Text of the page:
A few weeks ago, Jenny Levine at the Shifted Librarian pointed to a new service from Google that allows you to search via text message on your phone. She linked to it again yesterday, and I finally tried it out. Very, very cool. Text in “08822 pizza” and in a couple seconds I get a call listing the two pizza places downtown.
Text in “define egalitarian” and the definition comes to me. Oy…the possibilities. As Jenny says:
This is huge. It’s one of my new themes I’ve been highlighting over the past few months in my presentations. Libraries are ignoring instant messaging at our peril, and our vendors don’t understand the power of IM and SMS as interfaces to services. That’s why when I visited with vendors on the ILA exhibit floor last week, my handout for them included screenshots of Leland Johnson’s AIM catalog search.
Here’s the important quote that really brings home why this is so important (bolded for extra emphasis): “Google’s SMS service is interesting for a couple of reasons. Texting is the world’s most popular computer user interface. It’s how most of the world communicates, too.”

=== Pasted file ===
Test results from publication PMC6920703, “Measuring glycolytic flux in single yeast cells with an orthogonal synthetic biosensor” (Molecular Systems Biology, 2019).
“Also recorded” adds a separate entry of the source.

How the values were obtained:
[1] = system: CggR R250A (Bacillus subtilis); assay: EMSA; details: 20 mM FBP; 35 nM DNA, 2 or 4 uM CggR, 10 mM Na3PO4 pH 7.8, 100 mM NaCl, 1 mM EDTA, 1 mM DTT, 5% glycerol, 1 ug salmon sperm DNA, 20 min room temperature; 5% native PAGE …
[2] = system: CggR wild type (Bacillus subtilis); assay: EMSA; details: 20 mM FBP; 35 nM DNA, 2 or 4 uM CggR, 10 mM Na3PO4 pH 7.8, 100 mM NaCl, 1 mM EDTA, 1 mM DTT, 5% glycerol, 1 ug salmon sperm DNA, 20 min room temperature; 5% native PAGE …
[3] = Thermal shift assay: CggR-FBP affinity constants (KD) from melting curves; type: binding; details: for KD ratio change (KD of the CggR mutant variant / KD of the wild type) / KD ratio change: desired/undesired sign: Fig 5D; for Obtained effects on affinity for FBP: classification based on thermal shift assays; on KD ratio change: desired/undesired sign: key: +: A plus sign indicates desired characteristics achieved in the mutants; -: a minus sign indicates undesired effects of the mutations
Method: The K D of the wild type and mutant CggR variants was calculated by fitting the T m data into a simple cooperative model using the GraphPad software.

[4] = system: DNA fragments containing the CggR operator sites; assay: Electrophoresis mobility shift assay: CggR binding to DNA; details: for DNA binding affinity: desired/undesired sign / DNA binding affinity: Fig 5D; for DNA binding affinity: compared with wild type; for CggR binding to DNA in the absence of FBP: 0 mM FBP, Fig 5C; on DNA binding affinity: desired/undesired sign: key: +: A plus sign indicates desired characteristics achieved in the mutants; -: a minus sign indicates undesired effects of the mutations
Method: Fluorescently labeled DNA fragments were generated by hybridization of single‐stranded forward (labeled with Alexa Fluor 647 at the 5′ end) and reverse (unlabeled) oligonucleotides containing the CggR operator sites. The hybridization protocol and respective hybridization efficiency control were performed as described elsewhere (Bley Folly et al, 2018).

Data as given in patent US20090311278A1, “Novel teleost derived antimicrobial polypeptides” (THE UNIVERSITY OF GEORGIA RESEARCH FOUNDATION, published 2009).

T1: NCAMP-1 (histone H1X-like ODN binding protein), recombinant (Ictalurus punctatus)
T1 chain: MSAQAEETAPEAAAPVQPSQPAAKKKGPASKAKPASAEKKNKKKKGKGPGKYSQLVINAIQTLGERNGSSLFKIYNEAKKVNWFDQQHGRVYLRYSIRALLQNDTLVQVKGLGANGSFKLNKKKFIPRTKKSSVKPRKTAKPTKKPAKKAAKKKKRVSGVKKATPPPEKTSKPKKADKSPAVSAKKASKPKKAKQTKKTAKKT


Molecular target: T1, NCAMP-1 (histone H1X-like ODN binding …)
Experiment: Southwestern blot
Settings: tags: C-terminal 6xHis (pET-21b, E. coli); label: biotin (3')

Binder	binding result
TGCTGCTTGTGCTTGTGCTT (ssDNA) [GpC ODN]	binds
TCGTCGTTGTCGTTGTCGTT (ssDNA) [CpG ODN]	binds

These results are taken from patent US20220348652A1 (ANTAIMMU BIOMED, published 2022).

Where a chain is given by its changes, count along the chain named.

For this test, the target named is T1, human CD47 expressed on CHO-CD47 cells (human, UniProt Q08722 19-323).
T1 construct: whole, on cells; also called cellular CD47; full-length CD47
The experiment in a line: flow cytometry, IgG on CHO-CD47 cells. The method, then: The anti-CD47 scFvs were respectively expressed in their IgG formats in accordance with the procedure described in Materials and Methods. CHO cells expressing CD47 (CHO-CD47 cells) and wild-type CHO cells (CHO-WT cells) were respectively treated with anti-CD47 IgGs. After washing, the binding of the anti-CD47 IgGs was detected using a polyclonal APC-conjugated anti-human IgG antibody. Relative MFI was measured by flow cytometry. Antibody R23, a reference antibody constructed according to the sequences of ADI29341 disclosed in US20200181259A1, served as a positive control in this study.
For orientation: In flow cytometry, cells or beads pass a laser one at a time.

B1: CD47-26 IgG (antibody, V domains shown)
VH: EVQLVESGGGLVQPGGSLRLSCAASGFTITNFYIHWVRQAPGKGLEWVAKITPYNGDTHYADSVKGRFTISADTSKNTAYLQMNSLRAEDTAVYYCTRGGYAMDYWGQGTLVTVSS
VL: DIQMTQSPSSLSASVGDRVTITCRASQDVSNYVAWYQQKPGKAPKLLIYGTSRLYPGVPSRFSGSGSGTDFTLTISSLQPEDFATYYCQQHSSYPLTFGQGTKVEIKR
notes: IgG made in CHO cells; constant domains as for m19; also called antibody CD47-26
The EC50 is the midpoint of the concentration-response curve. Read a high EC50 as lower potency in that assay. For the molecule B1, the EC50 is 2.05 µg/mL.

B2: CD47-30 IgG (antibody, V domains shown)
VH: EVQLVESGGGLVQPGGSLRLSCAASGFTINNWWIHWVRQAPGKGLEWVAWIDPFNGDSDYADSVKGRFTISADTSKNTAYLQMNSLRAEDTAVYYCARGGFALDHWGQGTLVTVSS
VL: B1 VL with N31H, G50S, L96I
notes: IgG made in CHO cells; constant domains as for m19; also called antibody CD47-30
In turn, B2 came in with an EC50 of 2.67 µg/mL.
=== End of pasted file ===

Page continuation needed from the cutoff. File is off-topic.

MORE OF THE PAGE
So is your library ready to communicate with your users this way?
How long until I get to be a digital native???
Oh and by the way…CNet reports “In a sign texting has gone mass market, in June 2004, there were 2.8 billion messages sent from U.S. cell phones, compared with the 2.8 million sent in June 2003.” Sheesh…